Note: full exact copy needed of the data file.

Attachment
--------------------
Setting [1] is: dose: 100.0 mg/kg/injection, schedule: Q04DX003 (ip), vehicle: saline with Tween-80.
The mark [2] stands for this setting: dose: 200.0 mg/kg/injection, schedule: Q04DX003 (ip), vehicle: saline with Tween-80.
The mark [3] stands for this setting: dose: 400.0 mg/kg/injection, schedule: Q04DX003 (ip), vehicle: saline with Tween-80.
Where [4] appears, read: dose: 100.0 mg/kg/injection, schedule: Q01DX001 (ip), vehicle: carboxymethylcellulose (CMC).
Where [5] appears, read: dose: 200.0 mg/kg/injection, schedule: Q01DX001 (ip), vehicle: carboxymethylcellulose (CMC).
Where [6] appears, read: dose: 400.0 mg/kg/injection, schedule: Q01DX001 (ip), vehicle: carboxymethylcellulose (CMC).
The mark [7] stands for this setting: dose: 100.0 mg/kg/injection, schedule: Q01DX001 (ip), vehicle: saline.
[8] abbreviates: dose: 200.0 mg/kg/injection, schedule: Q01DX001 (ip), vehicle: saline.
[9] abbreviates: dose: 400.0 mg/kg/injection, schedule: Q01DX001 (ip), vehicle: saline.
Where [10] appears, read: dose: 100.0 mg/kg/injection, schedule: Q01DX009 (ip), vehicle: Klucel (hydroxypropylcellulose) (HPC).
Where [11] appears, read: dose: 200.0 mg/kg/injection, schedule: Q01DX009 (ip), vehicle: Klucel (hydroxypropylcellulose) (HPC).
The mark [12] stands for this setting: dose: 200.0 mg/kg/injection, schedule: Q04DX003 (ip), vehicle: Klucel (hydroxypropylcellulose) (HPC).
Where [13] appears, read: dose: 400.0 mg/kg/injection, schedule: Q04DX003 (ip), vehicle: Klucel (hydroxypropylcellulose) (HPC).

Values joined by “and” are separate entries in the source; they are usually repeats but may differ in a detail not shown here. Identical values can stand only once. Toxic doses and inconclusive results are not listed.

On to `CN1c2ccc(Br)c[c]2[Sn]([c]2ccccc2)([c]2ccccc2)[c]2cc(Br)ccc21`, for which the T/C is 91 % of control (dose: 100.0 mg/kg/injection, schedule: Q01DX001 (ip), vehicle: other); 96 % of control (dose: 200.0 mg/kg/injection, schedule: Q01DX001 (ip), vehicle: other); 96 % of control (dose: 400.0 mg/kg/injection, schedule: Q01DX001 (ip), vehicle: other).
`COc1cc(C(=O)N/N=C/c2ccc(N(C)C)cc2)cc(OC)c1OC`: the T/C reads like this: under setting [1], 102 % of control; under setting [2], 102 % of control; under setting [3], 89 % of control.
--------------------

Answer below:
Setting [1] is: dose: 100.0 mg/kg/injection, schedule: Q04DX003 (ip), vehicle: saline with Tween-80.
The mark [2] stands for this setting: dose: 200.0 mg/kg/injection, schedule: Q04DX003 (ip), vehicle: saline with Tween-80.
The mark [3] stands for this setting: dose: 400.0 mg/kg/injection, schedule: Q04DX003 (ip), vehicle: saline with Tween-80.
Where [4] appears, read: dose: 100.0 mg/kg/injection, schedule: Q01DX001 (ip), vehicle: carboxymethylcellulose (CMC).
Where [5] appears, read: dose: 200.0 mg/kg/injection, schedule: Q01DX001 (ip), vehicle: carboxymethylcellulose (CMC).
Where [6] appears, read: dose: 400.0 mg/kg/injection, schedule: Q01DX001 (ip), vehicle: carboxymethylcellulose (CMC).
The mark [7] stands for this setting: dose: 100.0 mg/kg/injection, schedule: Q01DX001 (ip), vehicle: saline.
[8] abbreviates: dose: 200.0 mg/kg/injection, schedule: Q01DX001 (ip), vehicle: saline.
[9] abbreviates: dose: 400.0 mg/kg/injection, schedule: Q01DX001 (ip), vehicle: saline.
Where [10] appears, read: dose: 100.0 mg/kg/injection, schedule: Q01DX009 (ip), vehicle: Klucel (hydroxypropylcellulose) (HPC).
Where [11] appears, read: dose: 200.0 mg/kg/injection, schedule: Q01DX009 (ip), vehicle: Klucel (hydroxypropylcellulose) (HPC).
The mark [12] stands for this setting: dose: 200.0 mg/kg/injection, schedule: Q04DX003 (ip), vehicle: Klucel (hydroxypropylcellulose) (HPC).
Where [13] appears, read: dose: 400.0 mg/kg/injection, schedule: Q04DX003 (ip), vehicle: Klucel (hydroxypropylcellulose) (HPC).

Values joined by “and” are separate entries in the source; they are usually repeats but may differ in a detail not shown here. Identical values can stand only once. Toxic doses and inconclusive results are not listed.

On to `CN1c2ccc(Br)c[c]2[Sn]([c]2ccccc2)([c]2ccccc2)[c]2cc(Br)ccc21`, for which the T/C is 91 % of control (dose: 100.0 mg/kg/injection, schedule: Q01DX001 (ip), vehicle: other); 96 % of control (dose: 200.0 mg/kg/injection, schedule: Q01DX001 (ip), vehicle: other); 96 % of control (dose: 400.0 mg/kg/injection, schedule: Q01DX001 (ip), vehicle: other).
`COc1cc(C(=O)N/N=C/c2ccc(N(C)C)cc2)cc(OC)c1OC`: the T/C reads like this: under setting [1], 102 % of control; under setting [2], 102 % of control; under setting [3], 89 % of control.